A few days ago, Walter Hudson had a piece up on “The Folly of the Jedi”.
I have to admit, my first reaction is the one that I’ve learned in about a thousand years of science fiction fandom — okay, it’s only 40, but it feels like a thousand — which is “Dude, it’s a movie. It’s fiction. There is no thousand-generation Galactic Empire.”
I’d fully enjoyed the pleasures of arguing about the Hollywood white-guy communism of Star Trek’s Federation and what The Force might be; the truth is, damn little of anyone’s world-building will stand up to that kind of scrutiny. It’s usually better suited to late night conversations in the con suite while wondering who will pass out next in the bathtub.
It happened though, that Walter had hit on a particular line from the movie. Master Yoda warns Anakin against becoming attached, because attachment leads to fear, and –
Last week on PJ Lifestyle I read with great interest a piece by P. David Hornik titled “What Near-Death Experiences Tell Us.” With “great interest” refers to my long-time fascination with near-death experiences (NDEs), which began in 1994 after a friend gifted me the book Embraced By The Light by Betty J. Eadie.
The book, according to my friend, was a “must read.” As proof, she claimed it was still on the New York Times best seller list after an entire year. (For the record, Embraced By The Light was #1 on the New York Times list in September 1993 and in the top ten for 78 weeks. Subsequently, it became the fifth bestselling book of the 1990s.)
Embraced By The Light, published in 1992, was Eadie’s personal account of her near-death experience after an operation gone awry in 1973.
Then, for more than a decade, Eadie was hesitant to write or speak about her NDE out of fear that people (including family members) would think she was totally nuts, or would not believe her story.
What makes Eadie’s NDE so controversial and intriguing is the title of the book itself. Because, immediately upon reaching heaven, Betty was “embraced by the light,” and that light was Jesus Christ and he made himself known to her.
Betty is then taken on an unforgettable tour of heaven which she describes in great detail. Throughout the book, Jesus teaches Betty His message of eternal and unconditional love. But despite her pleas to stay in heaven, Jesus sends her back to earth because it was “not yet her time.” The book concludes with Jesus’ final message to Betty, “Above all else, love one another.”
Like millions of other readers around the world (the book was published in 130 countries, translated into 38 languages, and to this date has sold over 20 million copies), I was totally captivated by Embraced. This captivation stemmed from my belief in Jesus Christ as my Lord and Savior. But Betty’s NDE account, the first one I had ever read, only served as sweet confirmation that the “benign deity” (the phrase used by Hornik in his piece) not only exists, but that we will meet Him face to face “when it is our time.”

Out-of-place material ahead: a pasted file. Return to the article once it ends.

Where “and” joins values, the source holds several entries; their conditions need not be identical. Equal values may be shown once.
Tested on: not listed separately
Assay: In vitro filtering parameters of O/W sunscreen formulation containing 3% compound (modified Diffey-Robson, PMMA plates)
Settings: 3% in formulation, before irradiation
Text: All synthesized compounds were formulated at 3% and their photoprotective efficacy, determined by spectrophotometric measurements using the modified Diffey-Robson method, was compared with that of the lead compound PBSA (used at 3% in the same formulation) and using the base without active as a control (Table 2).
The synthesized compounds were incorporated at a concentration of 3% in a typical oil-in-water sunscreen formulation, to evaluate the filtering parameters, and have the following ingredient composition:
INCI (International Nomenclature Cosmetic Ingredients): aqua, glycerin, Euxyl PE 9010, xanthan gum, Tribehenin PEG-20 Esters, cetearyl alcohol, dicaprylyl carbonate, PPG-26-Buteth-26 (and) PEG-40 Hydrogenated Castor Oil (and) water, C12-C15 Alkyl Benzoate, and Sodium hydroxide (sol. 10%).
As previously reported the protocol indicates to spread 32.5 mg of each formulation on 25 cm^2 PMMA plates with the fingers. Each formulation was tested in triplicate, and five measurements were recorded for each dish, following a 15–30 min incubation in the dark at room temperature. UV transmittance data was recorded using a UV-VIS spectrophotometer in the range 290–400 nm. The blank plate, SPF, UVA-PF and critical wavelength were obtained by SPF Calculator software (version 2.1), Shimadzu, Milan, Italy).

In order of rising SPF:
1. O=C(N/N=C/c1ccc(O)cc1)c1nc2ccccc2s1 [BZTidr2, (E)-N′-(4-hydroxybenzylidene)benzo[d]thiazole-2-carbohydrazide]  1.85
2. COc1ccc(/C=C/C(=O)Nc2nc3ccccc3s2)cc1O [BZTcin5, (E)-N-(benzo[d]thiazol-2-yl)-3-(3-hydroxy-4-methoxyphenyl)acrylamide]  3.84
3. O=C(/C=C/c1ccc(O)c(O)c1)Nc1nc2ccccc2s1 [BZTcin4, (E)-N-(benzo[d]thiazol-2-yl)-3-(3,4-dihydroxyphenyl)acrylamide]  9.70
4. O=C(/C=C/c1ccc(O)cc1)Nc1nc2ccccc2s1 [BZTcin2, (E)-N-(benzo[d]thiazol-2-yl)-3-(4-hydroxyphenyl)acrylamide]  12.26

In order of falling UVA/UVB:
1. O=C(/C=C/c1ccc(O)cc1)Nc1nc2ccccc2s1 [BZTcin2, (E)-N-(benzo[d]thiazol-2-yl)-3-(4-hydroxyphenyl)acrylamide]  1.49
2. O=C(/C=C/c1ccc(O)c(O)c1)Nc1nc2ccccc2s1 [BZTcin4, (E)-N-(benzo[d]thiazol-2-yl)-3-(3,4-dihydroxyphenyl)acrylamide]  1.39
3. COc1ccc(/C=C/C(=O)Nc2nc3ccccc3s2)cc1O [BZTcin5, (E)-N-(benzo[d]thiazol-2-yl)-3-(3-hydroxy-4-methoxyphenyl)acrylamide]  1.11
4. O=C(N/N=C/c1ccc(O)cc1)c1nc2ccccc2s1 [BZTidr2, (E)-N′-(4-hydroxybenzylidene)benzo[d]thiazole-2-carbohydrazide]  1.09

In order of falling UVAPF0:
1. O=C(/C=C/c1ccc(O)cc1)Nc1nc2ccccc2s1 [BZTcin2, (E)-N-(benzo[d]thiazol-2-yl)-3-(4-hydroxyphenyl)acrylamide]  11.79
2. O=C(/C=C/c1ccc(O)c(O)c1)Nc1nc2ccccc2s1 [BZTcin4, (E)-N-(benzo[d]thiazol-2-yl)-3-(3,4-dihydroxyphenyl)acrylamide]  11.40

Here’s a video of Eadie on the Oprah Winfrey Show in the ’90s, when Embraced was a best-selling book:
In a complete violation of literary tradition, I’m going to start this column with a digression. Kids, don’t try this at home.
Buddhism is divided roughly into three traditions, or “yanas”, a word that basically means “raft”: Hinayana, the “little raft”, Mahayana, the “big raft”, and Vajrayana, the “diamond raft”. Hinayana is also known as Theravada, or “the teachings of the elders” — especially, as you can imagine, by Theravadans. Honestly, the size of your raft isn’t important; all of them derive from the same source, but with one major difference: Theravada or Hinayana uses literary sources in a language called Pali, while Mahayana sources are in Sanskrit.
Pali in turn comes from a language called Prakrit, or more precisely is a prakrit: Prakrit means “common language” or even “practical language.” The comparison with “practical” isn’t a coincidence. English, like nearly every other language you hear in Europe, derives — along with Prakrit and Sanskrit and Pali — from the same source language that was spoken in what is now northern India. Linguists, elegantly, call this language “Proto-Indo-European“, or, familiarly, as PIE.. Who says there’s no poetry in science?
Sanskrit, by contrast, means “ornamented” or “fancy” language. Classical Sanskrit is a literary language that really developed hundreds of years after the historical Buddha lived, and is used for Buddhist literature in the Mahayana tradition. I lean toward the Mahayana tradition, and a good bit of the original translations of Buddhist literature were made by the Victorian hippies from Sanskrit, or from literary Chinese translations of Sanskrit.
The problem is that when Buddha was actually teaching, speaking to pretty much anyone who walked past, he was undoubtedly speaking Prakrit of some sort. Religious texts were in a sort of liturgical language we call Vedic Sanskrit from which Classical Sanskrit derives, but it doesn’t seem to have been anyone’s normal language, just as Latin nowadays isn’t used very often except in Church contexts, and as I say, Classical Sanskrit hadn’t even been invented yet.
Now, Classical Sanskrit is a beautiful, eloquent, expressive language, but things written in Sanskrit tended to be purposefully eloquent. Then you add those Victorian hippies, with their desire for Oriental things to be mysterious and odd, translating the Sanskrit, and you get things that frankly sound like they were composed by total goons. On bhang.